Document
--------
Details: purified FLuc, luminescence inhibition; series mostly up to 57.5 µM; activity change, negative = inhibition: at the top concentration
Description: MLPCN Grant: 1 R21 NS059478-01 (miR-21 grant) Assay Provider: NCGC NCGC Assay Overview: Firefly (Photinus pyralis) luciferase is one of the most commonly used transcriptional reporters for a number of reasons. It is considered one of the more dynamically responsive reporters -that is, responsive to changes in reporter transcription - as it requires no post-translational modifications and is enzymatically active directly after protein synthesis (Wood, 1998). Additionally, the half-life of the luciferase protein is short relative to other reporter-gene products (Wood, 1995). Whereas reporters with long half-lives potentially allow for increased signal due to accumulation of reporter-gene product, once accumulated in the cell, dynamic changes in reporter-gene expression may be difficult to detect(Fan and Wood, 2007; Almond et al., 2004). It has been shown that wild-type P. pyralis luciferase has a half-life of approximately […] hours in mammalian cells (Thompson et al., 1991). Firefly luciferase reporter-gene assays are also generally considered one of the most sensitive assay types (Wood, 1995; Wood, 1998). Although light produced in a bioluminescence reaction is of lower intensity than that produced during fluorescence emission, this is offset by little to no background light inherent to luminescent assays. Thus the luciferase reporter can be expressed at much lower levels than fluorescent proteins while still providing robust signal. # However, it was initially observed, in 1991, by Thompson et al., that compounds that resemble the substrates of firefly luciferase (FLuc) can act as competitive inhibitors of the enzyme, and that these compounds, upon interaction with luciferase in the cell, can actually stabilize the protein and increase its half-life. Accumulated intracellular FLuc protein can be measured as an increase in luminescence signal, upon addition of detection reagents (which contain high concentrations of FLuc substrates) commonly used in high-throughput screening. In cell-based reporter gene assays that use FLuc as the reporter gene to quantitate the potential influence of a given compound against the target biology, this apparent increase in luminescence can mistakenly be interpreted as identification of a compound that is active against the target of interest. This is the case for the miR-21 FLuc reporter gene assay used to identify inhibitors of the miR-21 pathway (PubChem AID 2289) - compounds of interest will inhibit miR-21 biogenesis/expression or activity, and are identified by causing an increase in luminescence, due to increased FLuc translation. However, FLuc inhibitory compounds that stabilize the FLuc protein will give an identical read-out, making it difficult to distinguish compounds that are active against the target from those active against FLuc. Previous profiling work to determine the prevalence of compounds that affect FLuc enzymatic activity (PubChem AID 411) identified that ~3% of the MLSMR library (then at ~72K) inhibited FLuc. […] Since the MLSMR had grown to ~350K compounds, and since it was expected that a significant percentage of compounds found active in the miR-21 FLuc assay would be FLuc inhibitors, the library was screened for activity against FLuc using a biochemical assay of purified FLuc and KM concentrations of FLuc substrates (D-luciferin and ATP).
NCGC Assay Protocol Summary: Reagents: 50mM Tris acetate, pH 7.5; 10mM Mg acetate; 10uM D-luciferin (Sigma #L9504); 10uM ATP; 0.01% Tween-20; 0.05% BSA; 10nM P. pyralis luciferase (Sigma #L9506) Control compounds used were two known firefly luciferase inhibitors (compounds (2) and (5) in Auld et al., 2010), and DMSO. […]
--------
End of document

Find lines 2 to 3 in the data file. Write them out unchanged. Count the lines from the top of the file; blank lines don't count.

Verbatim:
Description: MLPCN Grant: 1 R21 NS059478-01 (miR-21 grant) Assay Provider: NCGC NCGC Assay Overview: Firefly (Photinus pyralis) luciferase is one of the most commonly used transcriptional reporters for a number of reasons. It is considered one of the more dynamically responsive reporters -that is, responsive to changes in reporter transcription - as it requires no post-translational modifications and is enzymatically active directly after protein synthesis (Wood, 1998). Additionally, the half-life of the luciferase protein is short relative to other reporter-gene products (Wood, 1995). Whereas reporters with long half-lives potentially allow for increased signal due to accumulation of reporter-gene product, once accumulated in the cell, dynamic changes in reporter-gene expression may be difficult to detect(Fan and Wood, 2007; Almond et al., 2004). It has been shown that wild-type P. pyralis luciferase has a half-life of approximately […] hours in mammalian cells (Thompson et al., 1991). Firefly luciferase reporter-gene assays are also generally considered one of the most sensitive assay types (Wood, 1995; Wood, 1998). Although light produced in a bioluminescence reaction is of lower intensity than that produced during fluorescence emission, this is offset by little to no background light inherent to luminescent assays. Thus the luciferase reporter can be expressed at much lower levels than fluorescent proteins while still providing robust signal. # However, it was initially observed, in 1991, by Thompson et al., that compounds that resemble the substrates of firefly luciferase (FLuc) can act as competitive inhibitors of the enzyme, and that these compounds, upon interaction with luciferase in the cell, can actually stabilize the protein and increase its half-life. Accumulated intracellular FLuc protein can be measured as an increase in luminescence signal, upon addition of detection reagents (which contain high concentrations of FLuc substrates) commonly used in high-throughput screening. In cell-based reporter gene assays that use FLuc as the reporter gene to quantitate the potential influence of a given compound against the target biology, this apparent increase in luminescence can mistakenly be interpreted as identification of a compound that is active against the target of interest. This is the case for the miR-21 FLuc reporter gene assay used to identify inhibitors of the miR-21 pathway (PubChem AID 2289) - compounds of interest will inhibit miR-21 biogenesis/expression or activity, and are identified by causing an increase in luminescence, due to increased FLuc translation. However, FLuc inhibitory compounds that stabilize the FLuc protein will give an identical read-out, making it difficult to distinguish compounds that are active against the target from those active against FLuc. Previous profiling work to determine the prevalence of compounds that affect FLuc enzymatic activity (PubChem AID 411) identified that ~3% of the MLSMR library (then at ~72K) inhibited FLuc. […] Since the MLSMR had grown to ~350K compounds, and since it was expected that a significant percentage of compounds found active in the miR-21 FLuc assay would be FLuc inhibitors, the library was screened for activity against FLuc using a biochemical assay of purified FLuc and KM concentrations of FLuc substrates (D-luciferin and ATP).
NCGC Assay Protocol Summary: Reagents: 50mM Tris acetate, pH 7.5; 10mM Mg acetate; 10uM D-luciferin (Sigma #L9504); 10uM ATP; 0.01% Tween-20; 0.05% BSA; 10nM P. pyralis luciferase (Sigma #L9506) Control compounds used were two known firefly luciferase inhibitors (compounds (2) and (5) in Auld et al., 2010), and DMSO. […]